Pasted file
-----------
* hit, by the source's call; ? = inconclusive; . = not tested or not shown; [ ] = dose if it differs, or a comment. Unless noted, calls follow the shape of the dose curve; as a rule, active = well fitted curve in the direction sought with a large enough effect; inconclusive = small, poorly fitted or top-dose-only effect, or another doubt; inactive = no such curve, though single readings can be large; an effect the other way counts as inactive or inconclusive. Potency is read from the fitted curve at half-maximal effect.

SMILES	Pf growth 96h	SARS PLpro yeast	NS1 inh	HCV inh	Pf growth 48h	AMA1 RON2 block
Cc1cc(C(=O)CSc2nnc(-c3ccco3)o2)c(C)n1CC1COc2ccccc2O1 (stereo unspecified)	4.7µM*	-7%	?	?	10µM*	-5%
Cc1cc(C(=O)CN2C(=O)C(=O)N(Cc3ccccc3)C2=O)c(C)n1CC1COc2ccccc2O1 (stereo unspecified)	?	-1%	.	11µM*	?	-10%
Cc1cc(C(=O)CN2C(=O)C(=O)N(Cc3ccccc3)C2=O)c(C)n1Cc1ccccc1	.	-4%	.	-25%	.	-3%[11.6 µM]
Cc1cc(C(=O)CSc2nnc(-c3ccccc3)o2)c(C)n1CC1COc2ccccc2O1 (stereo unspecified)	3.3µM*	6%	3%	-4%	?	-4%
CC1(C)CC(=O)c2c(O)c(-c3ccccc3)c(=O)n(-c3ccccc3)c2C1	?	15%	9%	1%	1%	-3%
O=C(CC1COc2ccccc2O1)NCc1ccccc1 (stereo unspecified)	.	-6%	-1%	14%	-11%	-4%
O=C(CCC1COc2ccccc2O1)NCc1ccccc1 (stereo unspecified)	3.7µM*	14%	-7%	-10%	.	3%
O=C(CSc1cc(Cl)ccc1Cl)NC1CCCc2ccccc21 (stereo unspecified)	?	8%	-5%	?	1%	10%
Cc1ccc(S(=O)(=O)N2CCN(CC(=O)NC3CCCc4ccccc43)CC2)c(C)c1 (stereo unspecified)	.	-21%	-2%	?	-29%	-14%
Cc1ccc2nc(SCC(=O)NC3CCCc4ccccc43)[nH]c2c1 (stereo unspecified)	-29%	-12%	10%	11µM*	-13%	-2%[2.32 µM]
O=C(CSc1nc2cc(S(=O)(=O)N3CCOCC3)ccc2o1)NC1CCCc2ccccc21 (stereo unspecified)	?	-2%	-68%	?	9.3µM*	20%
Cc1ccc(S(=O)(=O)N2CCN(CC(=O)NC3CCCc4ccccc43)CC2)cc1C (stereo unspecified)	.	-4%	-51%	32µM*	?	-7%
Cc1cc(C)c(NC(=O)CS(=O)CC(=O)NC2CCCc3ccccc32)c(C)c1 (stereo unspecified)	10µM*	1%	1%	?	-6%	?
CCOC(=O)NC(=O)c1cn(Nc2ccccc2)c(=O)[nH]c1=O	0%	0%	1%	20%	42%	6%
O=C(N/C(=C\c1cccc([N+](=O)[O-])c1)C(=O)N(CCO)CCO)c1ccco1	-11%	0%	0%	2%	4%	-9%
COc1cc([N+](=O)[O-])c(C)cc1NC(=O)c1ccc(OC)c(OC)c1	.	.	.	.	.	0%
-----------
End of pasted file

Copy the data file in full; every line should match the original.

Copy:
* hit, by the source's call; ? = inconclusive; . = not tested or not shown; [ ] = dose if it differs, or a comment. Unless noted, calls follow the shape of the dose curve; as a rule, active = well fitted curve in the direction sought with a large enough effect; inconclusive = small, poorly fitted or top-dose-only effect, or another doubt; inactive = no such curve, though single readings can be large; an effect the other way counts as inactive or inconclusive. Potency is read from the fitted curve at half-maximal effect.

SMILES	Pf growth 96h	SARS PLpro yeast	NS1 inh	HCV inh	Pf growth 48h	AMA1 RON2 block
Cc1cc(C(=O)CSc2nnc(-c3ccco3)o2)c(C)n1CC1COc2ccccc2O1 (stereo unspecified)	4.7µM*	-7%	?	?	10µM*	-5%
Cc1cc(C(=O)CN2C(=O)C(=O)N(Cc3ccccc3)C2=O)c(C)n1CC1COc2ccccc2O1 (stereo unspecified)	?	-1%	.	11µM*	?	-10%
Cc1cc(C(=O)CN2C(=O)C(=O)N(Cc3ccccc3)C2=O)c(C)n1Cc1ccccc1	.	-4%	.	-25%	.	-3%[11.6 µM]
Cc1cc(C(=O)CSc2nnc(-c3ccccc3)o2)c(C)n1CC1COc2ccccc2O1 (stereo unspecified)	3.3µM*	6%	3%	-4%	?	-4%
CC1(C)CC(=O)c2c(O)c(-c3ccccc3)c(=O)n(-c3ccccc3)c2C1	?	15%	9%	1%	1%	-3%
O=C(CC1COc2ccccc2O1)NCc1ccccc1 (stereo unspecified)	.	-6%	-1%	14%	-11%	-4%
O=C(CCC1COc2ccccc2O1)NCc1ccccc1 (stereo unspecified)	3.7µM*	14%	-7%	-10%	.	3%
O=C(CSc1cc(Cl)ccc1Cl)NC1CCCc2ccccc21 (stereo unspecified)	?	8%	-5%	?	1%	10%
Cc1ccc(S(=O)(=O)N2CCN(CC(=O)NC3CCCc4ccccc43)CC2)c(C)c1 (stereo unspecified)	.	-21%	-2%	?	-29%	-14%
Cc1ccc2nc(SCC(=O)NC3CCCc4ccccc43)[nH]c2c1 (stereo unspecified)	-29%	-12%	10%	11µM*	-13%	-2%[2.32 µM]
O=C(CSc1nc2cc(S(=O)(=O)N3CCOCC3)ccc2o1)NC1CCCc2ccccc21 (stereo unspecified)	?	-2%	-68%	?	9.3µM*	20%
Cc1ccc(S(=O)(=O)N2CCN(CC(=O)NC3CCCc4ccccc43)CC2)cc1C (stereo unspecified)	.	-4%	-51%	32µM*	?	-7%
Cc1cc(C)c(NC(=O)CS(=O)CC(=O)NC2CCCc3ccccc32)c(C)c1 (stereo unspecified)	10µM*	1%	1%	?	-6%	?
CCOC(=O)NC(=O)c1cn(Nc2ccccc2)c(=O)[nH]c1=O	0%	0%	1%	20%	42%	6%
O=C(N/C(=C\c1cccc([N+](=O)[O-])c1)C(=O)N(CCO)CCO)c1ccco1	-11%	0%	0%	2%	4%	-9%
COc1cc([N+](=O)[O-])c(C)cc1NC(=O)c1ccc(OC)c(OC)c1	.	.	.	.	.	0%